The right phone system can save you money and drive productivity; the wrong one can cause a lot of frustration.
Five questions you should ask before you decide
1. How do you want to pay for your phone system?
2. Where do you want to install it?
3. Who do you want to manage it and handle end-user issues?
4. What carrier services are available at your location?
5. Do you have a reliable infrastructure and the connections to support your entire company?
What Are Your Options?
When it comes to phone systems, you have two main options: hosted voice, which is cloud-based, and an on-premise phone system, which is infrastructure-based.
In some respects, hosted voice phones work the same way traditional phones do -- with a handset, cradle, and buttons. But rather than relying on a standard phone line, these phones have an ethernet or internet connection that carries phone calls over an IP data network, and ultimately, the cloud. This configuration allows you to save money on phone services because your calls will travel over a data network or the internet, rather than requiring separate phone lines.
On-Premise Phone System
Private Branch Exchange is the traditional phone system that has existed in offices since the telephone was introduced. The simplest PBX phone systems available feature a box in your office that connects the internal devices and lines within your office to external lines and is capable of carrying out multiple functions such as call holding and forwarding.
VoIP (Voice over IP) is another on-premise phone solution that uses your network infrastructure to deliver voice service to end-users.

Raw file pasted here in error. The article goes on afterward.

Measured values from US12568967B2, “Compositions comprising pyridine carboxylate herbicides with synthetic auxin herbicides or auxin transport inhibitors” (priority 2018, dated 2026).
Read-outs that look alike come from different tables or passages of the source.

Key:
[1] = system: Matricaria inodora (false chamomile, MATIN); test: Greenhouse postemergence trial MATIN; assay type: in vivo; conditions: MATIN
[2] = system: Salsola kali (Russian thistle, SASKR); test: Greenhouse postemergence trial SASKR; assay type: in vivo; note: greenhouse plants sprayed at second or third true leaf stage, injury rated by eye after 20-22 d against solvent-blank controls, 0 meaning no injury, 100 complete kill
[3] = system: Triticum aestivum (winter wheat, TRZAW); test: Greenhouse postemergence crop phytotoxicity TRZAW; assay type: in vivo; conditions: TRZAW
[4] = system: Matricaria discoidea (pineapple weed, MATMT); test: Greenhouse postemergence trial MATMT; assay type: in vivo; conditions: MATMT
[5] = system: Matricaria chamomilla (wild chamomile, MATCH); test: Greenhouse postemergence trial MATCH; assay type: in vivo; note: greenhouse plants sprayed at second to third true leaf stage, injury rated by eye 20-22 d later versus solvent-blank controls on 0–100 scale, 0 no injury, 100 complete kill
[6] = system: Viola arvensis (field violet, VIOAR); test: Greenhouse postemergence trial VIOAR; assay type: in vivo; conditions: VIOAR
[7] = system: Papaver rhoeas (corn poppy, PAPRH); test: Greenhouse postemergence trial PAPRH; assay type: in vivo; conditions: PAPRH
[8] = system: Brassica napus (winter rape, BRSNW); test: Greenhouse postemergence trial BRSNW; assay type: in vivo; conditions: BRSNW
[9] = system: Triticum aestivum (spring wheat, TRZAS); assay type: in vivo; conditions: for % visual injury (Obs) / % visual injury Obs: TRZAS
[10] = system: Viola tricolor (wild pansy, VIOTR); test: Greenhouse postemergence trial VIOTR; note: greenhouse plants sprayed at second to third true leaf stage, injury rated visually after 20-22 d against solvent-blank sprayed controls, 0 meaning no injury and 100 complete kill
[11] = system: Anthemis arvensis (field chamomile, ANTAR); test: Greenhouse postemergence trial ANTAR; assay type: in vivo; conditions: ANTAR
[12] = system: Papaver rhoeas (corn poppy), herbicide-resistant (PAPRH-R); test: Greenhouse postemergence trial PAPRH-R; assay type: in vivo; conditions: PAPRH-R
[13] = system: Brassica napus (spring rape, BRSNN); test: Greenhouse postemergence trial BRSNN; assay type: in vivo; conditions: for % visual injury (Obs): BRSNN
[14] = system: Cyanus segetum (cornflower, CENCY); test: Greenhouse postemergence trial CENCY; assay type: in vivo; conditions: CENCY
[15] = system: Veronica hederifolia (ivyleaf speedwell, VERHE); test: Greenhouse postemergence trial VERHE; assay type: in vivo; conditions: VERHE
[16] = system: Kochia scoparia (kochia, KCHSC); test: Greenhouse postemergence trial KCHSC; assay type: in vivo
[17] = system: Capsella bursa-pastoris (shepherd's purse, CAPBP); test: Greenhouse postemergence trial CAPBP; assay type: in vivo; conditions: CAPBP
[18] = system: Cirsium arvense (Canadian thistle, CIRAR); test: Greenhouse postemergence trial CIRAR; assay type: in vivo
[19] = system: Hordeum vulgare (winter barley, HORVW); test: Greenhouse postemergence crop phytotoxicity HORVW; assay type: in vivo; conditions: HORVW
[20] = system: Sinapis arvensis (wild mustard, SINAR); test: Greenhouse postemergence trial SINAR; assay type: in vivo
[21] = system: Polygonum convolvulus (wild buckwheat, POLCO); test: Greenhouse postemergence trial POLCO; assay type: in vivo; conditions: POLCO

Both on-premise phone systems are easy to use and manage. Your investment is made upfront, so the ROI over time is favorable, and you own all the hardware. However, these systems are less flexible as your company evolves.
The most common winner is hosted voice.
Both on-premise and hosted voice phone systems are effective and reliable phone systems that offer different benefits. These systems are compatible with several types of businesses, depending on what each business is looking for in a phone system. However, for most businesses, there is a clear winner, and that is hosted voice.
Hosted voice offers a good deal more flexibility. Flexibility is listed as a single disadvantage of on-premise systems, but it is a big one. The pandemic highlighted how much our world can change in just a week or two, and how something that happens on another continent can have a rapid effect on businesses on ours. Those companies that were not able to adapt struggled, and many didn’t survive. Flexibility and adaptability are important traits for businesses, as well as the systems they rely on. Hosted voice offers far more flexibility than an on-premise PBX system can.
You will notice that many of the cons listed for hosted voice depend on the provider, your internet connection, and the contract you choose. Therefore, many of these potential disadvantages can be minimized or even eliminated entirely if you find a good, reliable provider and your internet connection is strong.
If you are thinking of upgrading your organization’s phone systems, Tri-Copy can help you decide the best phone service for your business needs.